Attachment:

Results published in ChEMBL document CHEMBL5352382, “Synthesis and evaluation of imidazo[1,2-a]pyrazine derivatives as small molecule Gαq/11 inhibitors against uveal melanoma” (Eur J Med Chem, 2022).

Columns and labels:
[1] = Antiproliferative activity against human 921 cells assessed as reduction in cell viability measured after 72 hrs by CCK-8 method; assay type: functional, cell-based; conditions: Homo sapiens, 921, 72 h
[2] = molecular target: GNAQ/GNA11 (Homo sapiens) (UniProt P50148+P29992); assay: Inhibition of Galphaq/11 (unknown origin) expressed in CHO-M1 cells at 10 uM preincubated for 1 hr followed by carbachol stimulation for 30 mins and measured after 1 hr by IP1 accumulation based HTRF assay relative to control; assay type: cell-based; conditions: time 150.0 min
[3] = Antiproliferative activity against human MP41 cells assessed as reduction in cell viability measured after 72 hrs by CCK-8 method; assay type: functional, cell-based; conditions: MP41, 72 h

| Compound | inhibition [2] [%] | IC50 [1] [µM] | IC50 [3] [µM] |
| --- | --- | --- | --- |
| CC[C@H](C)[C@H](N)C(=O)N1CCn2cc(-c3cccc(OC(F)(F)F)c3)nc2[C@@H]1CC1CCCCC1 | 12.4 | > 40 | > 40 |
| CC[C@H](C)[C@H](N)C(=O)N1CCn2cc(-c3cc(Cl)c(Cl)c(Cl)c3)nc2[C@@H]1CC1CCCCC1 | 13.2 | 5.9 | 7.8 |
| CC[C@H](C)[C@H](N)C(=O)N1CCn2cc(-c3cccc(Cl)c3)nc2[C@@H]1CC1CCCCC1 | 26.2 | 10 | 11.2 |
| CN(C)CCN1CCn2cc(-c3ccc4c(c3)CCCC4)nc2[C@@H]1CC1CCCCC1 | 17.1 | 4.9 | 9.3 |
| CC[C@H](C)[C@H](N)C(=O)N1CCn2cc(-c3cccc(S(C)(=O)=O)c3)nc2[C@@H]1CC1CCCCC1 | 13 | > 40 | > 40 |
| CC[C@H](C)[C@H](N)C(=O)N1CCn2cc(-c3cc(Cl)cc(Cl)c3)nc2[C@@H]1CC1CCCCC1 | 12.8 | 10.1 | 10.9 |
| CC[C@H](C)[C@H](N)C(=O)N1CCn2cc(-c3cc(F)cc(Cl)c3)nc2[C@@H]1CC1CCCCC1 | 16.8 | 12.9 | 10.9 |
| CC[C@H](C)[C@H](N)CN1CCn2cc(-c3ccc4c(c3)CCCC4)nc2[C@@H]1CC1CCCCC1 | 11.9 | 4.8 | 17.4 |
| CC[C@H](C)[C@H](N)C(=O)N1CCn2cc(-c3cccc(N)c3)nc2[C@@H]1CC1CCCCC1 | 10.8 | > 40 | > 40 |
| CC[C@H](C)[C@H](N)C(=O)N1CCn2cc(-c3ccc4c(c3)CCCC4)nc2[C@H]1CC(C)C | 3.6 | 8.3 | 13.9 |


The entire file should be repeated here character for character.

Results published in ChEMBL document CHEMBL5352382, “Synthesis and evaluation of imidazo[1,2-a]pyrazine derivatives as small molecule Gαq/11 inhibitors against uveal melanoma” (Eur J Med Chem, 2022).

Columns and labels:
[1] = Antiproliferative activity against human 921 cells assessed as reduction in cell viability measured after 72 hrs by CCK-8 method; assay type: functional, cell-based; conditions: Homo sapiens, 921, 72 h
[2] = molecular target: GNAQ/GNA11 (Homo sapiens) (UniProt P50148+P29992); assay: Inhibition of Galphaq/11 (unknown origin) expressed in CHO-M1 cells at 10 uM preincubated for 1 hr followed by carbachol stimulation for 30 mins and measured after 1 hr by IP1 accumulation based HTRF assay relative to control; assay type: cell-based; conditions: time 150.0 min
[3] = Antiproliferative activity against human MP41 cells assessed as reduction in cell viability measured after 72 hrs by CCK-8 method; assay type: functional, cell-based; conditions: MP41, 72 h

| Compound | inhibition [2] [%] | IC50 [1] [µM] | IC50 [3] [µM] |
| --- | --- | --- | --- |
| CC[C@H](C)[C@H](N)C(=O)N1CCn2cc(-c3cccc(OC(F)(F)F)c3)nc2[C@@H]1CC1CCCCC1 | 12.4 | > 40 | > 40 |
| CC[C@H](C)[C@H](N)C(=O)N1CCn2cc(-c3cc(Cl)c(Cl)c(Cl)c3)nc2[C@@H]1CC1CCCCC1 | 13.2 | 5.9 | 7.8 |
| CC[C@H](C)[C@H](N)C(=O)N1CCn2cc(-c3cccc(Cl)c3)nc2[C@@H]1CC1CCCCC1 | 26.2 | 10 | 11.2 |
| CN(C)CCN1CCn2cc(-c3ccc4c(c3)CCCC4)nc2[C@@H]1CC1CCCCC1 | 17.1 | 4.9 | 9.3 |
| CC[C@H](C)[C@H](N)C(=O)N1CCn2cc(-c3cccc(S(C)(=O)=O)c3)nc2[C@@H]1CC1CCCCC1 | 13 | > 40 | > 40 |
| CC[C@H](C)[C@H](N)C(=O)N1CCn2cc(-c3cc(Cl)cc(Cl)c3)nc2[C@@H]1CC1CCCCC1 | 12.8 | 10.1 | 10.9 |
| CC[C@H](C)[C@H](N)C(=O)N1CCn2cc(-c3cc(F)cc(Cl)c3)nc2[C@@H]1CC1CCCCC1 | 16.8 | 12.9 | 10.9 |
| CC[C@H](C)[C@H](N)CN1CCn2cc(-c3ccc4c(c3)CCCC4)nc2[C@@H]1CC1CCCCC1 | 11.9 | 4.8 | 17.4 |
| CC[C@H](C)[C@H](N)C(=O)N1CCn2cc(-c3cccc(N)c3)nc2[C@@H]1CC1CCCCC1 | 10.8 | > 40 | > 40 |
| CC[C@H](C)[C@H](N)C(=O)N1CCn2cc(-c3ccc4c(c3)CCCC4)nc2[C@H]1CC(C)C | 3.6 | 8.3 | 13.9 |